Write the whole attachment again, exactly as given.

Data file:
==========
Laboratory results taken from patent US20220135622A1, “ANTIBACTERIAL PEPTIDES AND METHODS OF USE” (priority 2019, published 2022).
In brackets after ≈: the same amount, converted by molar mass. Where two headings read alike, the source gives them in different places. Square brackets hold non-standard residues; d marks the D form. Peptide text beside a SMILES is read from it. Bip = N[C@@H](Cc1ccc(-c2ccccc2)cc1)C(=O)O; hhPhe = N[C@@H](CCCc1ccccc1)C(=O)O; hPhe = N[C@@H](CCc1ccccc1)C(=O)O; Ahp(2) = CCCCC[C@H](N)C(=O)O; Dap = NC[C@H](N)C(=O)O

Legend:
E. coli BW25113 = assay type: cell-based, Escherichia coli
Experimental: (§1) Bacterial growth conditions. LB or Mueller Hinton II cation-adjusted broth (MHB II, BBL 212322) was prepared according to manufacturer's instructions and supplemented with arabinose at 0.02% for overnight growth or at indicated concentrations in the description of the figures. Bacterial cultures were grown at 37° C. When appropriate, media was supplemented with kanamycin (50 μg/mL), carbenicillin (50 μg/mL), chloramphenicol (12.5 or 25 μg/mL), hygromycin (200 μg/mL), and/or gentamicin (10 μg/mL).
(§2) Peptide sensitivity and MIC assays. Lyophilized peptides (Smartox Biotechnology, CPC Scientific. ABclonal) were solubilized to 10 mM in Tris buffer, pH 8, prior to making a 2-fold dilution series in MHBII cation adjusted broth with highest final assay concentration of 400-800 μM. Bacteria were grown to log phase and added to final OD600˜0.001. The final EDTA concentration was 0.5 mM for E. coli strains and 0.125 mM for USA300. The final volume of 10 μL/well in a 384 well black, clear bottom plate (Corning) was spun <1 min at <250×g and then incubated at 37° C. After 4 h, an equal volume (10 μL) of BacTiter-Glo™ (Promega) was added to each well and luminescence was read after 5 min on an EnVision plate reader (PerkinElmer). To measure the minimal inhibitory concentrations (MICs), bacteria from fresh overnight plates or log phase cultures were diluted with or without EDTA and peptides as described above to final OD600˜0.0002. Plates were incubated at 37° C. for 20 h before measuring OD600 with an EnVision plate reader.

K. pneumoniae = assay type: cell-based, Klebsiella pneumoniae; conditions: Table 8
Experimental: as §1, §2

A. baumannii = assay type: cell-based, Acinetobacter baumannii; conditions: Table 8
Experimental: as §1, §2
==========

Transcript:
Laboratory results taken from patent US20220135622A1, “ANTIBACTERIAL PEPTIDES AND METHODS OF USE” (priority 2019, published 2022).
In brackets after ≈: the same amount, converted by molar mass. Where two headings read alike, the source gives them in different places. Square brackets hold non-standard residues; d marks the D form. Peptide text beside a SMILES is read from it. Bip = N[C@@H](Cc1ccc(-c2ccccc2)cc1)C(=O)O; hhPhe = N[C@@H](CCCc1ccccc1)C(=O)O; hPhe = N[C@@H](CCc1ccccc1)C(=O)O; Ahp(2) = CCCCC[C@H](N)C(=O)O; Dap = NC[C@H](N)C(=O)O

Legend:
E. coli BW25113 = assay type: cell-based, Escherichia coli
Experimental: (§1) Bacterial growth conditions. LB or Mueller Hinton II cation-adjusted broth (MHB II, BBL 212322) was prepared according to manufacturer's instructions and supplemented with arabinose at 0.02% for overnight growth or at indicated concentrations in the description of the figures. Bacterial cultures were grown at 37° C. When appropriate, media was supplemented with kanamycin (50 μg/mL), carbenicillin (50 μg/mL), chloramphenicol (12.5 or 25 μg/mL), hygromycin (200 μg/mL), and/or gentamicin (10 μg/mL).
(§2) Peptide sensitivity and MIC assays. Lyophilized peptides (Smartox Biotechnology, CPC Scientific. ABclonal) were solubilized to 10 mM in Tris buffer, pH 8, prior to making a 2-fold dilution series in MHBII cation adjusted broth with highest final assay concentration of 400-800 μM. Bacteria were grown to log phase and added to final OD600˜0.001. The final EDTA concentration was 0.5 mM for E. coli strains and 0.125 mM for USA300. The final volume of 10 μL/well in a 384 well black, clear bottom plate (Corning) was spun <1 min at <250×g and then incubated at 37° C. After 4 h, an equal volume (10 μL) of BacTiter-Glo™ (Promega) was added to each well and luminescence was read after 5 min on an EnVision plate reader (PerkinElmer). To measure the minimal inhibitory concentrations (MICs), bacteria from fresh overnight plates or log phase cultures were diluted with or without EDTA and peptides as described above to final OD600˜0.0002. Plates were incubated at 37° C. for 20 h before measuring OD600 with an EnVision plate reader.

K. pneumoniae = assay type: cell-based, Klebsiella pneumoniae; conditions: Table 8
Experimental: as §1, §2

A. baumannii = assay type: cell-based, Acinetobacter baumannii; conditions: Table 8
Experimental: as §1, §2